Arkansas in the Civil War: A Military Atlas out June 10, 2016! Just in time for Father’s Day!
Get yours on Amazon.com or right here on Arkansastoothpick.com

1864 Confederate Engineer Map of Arkansas

1864 Confederate Engineer Map of Arkansas

As is the case in most wars, ground is gained and lost as a sort of ebb and flow between enemies; lines are drawn where weakened forces pool their resources in order to make that one final stand against an overwhelming foe. This was the situation Confederate forces in south Arkansas faced by 1864, the year this engineer’s map was created. With less than a year left in a hopeless struggle against inevitability, Confederate forces were concentrated in southern Arkansas and northern Louisiana to defend against an eventual simultaneous march on Shreveport by Union General Nathaniel Banks from a southerly approach (New Orleans), and by Union General Frederick Steele from a northerly approach (Little Rock) concurrently.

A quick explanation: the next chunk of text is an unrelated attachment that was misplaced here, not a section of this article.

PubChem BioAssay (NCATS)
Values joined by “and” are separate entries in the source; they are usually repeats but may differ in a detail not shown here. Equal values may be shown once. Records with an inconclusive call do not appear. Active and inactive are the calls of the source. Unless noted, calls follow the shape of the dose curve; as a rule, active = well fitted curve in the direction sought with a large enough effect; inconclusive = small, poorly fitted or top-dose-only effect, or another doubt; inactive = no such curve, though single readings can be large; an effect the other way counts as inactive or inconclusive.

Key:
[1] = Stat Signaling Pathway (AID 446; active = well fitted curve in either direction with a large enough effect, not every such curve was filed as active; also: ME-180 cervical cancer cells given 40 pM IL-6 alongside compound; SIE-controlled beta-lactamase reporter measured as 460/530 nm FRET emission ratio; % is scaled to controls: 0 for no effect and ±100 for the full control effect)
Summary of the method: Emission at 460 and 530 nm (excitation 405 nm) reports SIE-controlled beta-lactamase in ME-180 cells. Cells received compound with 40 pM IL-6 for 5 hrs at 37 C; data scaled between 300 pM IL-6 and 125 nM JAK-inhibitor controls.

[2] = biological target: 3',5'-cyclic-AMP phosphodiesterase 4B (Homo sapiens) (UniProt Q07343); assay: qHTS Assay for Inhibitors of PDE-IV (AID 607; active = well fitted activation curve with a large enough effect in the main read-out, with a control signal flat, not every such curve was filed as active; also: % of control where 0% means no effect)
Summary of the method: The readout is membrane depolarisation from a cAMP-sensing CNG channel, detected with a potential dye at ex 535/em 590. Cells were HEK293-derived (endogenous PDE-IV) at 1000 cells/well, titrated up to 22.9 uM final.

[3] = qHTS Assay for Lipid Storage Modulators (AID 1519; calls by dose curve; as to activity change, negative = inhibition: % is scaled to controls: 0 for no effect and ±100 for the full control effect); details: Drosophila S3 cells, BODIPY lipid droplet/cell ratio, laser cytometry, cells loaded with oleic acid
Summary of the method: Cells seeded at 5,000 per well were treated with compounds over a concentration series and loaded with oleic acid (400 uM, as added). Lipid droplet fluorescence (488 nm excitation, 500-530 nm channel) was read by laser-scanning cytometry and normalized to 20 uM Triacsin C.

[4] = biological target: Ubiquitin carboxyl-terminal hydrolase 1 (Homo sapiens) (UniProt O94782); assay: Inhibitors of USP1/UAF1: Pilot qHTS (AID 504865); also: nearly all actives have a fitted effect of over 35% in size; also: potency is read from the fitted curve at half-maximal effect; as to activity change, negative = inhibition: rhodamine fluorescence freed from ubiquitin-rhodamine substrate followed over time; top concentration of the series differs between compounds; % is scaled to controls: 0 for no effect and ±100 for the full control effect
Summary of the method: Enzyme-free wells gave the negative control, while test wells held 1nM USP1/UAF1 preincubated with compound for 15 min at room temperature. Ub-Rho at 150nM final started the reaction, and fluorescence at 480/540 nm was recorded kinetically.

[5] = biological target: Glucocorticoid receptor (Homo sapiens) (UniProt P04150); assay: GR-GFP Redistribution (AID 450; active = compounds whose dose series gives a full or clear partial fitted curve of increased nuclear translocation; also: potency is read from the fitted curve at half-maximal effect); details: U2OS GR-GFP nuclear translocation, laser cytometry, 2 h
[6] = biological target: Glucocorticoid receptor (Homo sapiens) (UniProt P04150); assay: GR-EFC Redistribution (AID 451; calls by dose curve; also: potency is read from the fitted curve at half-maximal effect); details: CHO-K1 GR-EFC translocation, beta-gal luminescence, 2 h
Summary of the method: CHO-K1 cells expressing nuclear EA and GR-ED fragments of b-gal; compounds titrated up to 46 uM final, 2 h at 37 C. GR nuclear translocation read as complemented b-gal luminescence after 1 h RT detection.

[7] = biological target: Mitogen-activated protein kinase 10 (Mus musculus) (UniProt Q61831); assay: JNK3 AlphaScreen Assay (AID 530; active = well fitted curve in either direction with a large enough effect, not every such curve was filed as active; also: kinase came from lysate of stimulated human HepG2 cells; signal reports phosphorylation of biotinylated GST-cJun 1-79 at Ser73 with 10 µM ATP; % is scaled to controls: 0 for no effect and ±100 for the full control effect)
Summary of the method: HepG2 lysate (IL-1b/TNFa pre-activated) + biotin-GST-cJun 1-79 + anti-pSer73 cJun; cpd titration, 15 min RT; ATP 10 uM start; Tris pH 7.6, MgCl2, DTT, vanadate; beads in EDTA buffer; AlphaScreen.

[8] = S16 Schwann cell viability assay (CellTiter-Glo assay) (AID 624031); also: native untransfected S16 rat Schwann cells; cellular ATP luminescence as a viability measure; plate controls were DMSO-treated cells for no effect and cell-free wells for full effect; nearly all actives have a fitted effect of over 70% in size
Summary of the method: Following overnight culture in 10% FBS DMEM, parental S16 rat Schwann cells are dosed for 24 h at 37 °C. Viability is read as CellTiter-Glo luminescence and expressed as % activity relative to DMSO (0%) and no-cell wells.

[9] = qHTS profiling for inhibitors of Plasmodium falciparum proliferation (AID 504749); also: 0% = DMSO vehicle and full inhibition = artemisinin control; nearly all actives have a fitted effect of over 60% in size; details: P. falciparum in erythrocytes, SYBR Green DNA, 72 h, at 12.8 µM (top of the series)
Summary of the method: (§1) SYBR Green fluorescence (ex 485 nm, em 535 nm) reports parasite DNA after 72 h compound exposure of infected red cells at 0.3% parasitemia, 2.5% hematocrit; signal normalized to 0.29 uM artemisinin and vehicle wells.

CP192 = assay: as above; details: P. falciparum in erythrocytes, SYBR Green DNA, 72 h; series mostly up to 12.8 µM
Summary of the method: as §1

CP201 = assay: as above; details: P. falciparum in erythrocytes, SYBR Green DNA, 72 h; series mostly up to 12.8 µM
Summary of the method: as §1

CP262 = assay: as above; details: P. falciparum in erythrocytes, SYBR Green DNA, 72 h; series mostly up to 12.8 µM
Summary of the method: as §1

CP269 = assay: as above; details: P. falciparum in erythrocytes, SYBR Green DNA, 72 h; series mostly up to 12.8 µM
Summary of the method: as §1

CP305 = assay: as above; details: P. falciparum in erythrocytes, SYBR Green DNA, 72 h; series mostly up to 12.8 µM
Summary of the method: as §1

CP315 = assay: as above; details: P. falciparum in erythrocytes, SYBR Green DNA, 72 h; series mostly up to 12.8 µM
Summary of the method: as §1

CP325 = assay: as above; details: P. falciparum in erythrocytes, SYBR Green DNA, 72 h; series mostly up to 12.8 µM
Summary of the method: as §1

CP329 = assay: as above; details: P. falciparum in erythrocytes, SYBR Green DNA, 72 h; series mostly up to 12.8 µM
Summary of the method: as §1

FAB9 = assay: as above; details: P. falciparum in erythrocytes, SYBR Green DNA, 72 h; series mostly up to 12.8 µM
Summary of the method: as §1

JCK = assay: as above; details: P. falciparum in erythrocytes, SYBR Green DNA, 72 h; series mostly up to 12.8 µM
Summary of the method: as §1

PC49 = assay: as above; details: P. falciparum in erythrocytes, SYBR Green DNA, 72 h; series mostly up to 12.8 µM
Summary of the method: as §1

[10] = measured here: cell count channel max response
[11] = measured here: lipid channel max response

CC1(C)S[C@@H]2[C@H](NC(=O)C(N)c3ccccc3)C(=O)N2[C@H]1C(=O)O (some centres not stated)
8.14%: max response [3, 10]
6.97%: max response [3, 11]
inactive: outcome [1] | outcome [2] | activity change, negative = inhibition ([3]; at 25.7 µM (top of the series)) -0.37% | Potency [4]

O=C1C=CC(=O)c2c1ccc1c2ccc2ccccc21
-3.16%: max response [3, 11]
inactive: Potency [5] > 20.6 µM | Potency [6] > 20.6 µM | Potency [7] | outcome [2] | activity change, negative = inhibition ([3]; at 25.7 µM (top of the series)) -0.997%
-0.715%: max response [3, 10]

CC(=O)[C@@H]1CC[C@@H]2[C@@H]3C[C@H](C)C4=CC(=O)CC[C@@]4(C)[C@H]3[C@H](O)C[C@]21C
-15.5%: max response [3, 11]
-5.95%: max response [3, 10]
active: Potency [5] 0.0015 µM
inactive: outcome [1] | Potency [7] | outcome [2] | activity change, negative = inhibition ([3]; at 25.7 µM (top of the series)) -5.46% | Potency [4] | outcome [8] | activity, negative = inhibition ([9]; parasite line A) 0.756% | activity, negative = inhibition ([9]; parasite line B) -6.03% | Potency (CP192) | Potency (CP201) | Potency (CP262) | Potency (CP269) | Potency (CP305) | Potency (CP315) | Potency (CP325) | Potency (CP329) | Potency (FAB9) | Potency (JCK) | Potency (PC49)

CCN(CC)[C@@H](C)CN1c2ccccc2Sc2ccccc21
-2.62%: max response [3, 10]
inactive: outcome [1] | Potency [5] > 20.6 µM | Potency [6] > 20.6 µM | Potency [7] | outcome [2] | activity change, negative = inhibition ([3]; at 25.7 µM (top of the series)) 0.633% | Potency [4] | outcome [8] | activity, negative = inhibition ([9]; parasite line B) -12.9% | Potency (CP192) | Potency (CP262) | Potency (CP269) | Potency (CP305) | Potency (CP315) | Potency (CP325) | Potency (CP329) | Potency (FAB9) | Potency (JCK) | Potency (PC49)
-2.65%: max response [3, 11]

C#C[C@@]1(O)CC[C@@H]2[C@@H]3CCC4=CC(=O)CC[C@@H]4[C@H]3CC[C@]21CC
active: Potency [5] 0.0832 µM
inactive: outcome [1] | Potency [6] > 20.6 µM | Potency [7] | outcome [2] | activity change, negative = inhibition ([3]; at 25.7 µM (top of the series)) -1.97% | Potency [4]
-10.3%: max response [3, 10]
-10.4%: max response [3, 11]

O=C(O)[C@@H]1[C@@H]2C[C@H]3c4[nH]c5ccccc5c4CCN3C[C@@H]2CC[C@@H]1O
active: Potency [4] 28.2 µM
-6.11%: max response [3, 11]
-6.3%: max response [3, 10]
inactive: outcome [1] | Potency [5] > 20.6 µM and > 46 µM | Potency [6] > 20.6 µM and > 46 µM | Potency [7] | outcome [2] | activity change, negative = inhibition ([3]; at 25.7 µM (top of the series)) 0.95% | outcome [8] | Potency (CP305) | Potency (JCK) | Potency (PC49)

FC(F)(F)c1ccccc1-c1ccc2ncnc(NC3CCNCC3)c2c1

As fate would dictate, however, the Union campaign was a complete military disaster, which resulted in the retreat of Federal forces and the eventual abandonment of the operation. Throughout the blunderous operation, the Confederates took every advantage in defending Arkansas’ new vagabond capitol in Washington situated in the southwest part of the state. The Confederates were also able to keep secure the cotton in the southern part of Arkansas and in Texas. The loss of either Washington, cotton, or Texas would have proven disastrous to the rebellious state and the Trans-Mississippi generally. This atlas is based on the original engineer’s map used by military officers in the planning of military operations roughly south of the Louisiana Purchase baseline spanning most of south Arkansas. This is by no means an exhaustive resource that shows every topographical phenomenon throughout the state, nor is it meant to be a completely accurate and complete representation of the state. In short it was an operational military map that was being used to plan troop movements of Confederate forces in South Arkansas, perhaps into Texas, by 1865. This theory is based on the extreme detail along the Red River valley in south Arkansas as if a military operation westward were planned. Unfortunately only 29 per cent of the state was reconnoitered by the Confederate engineers that created the original map.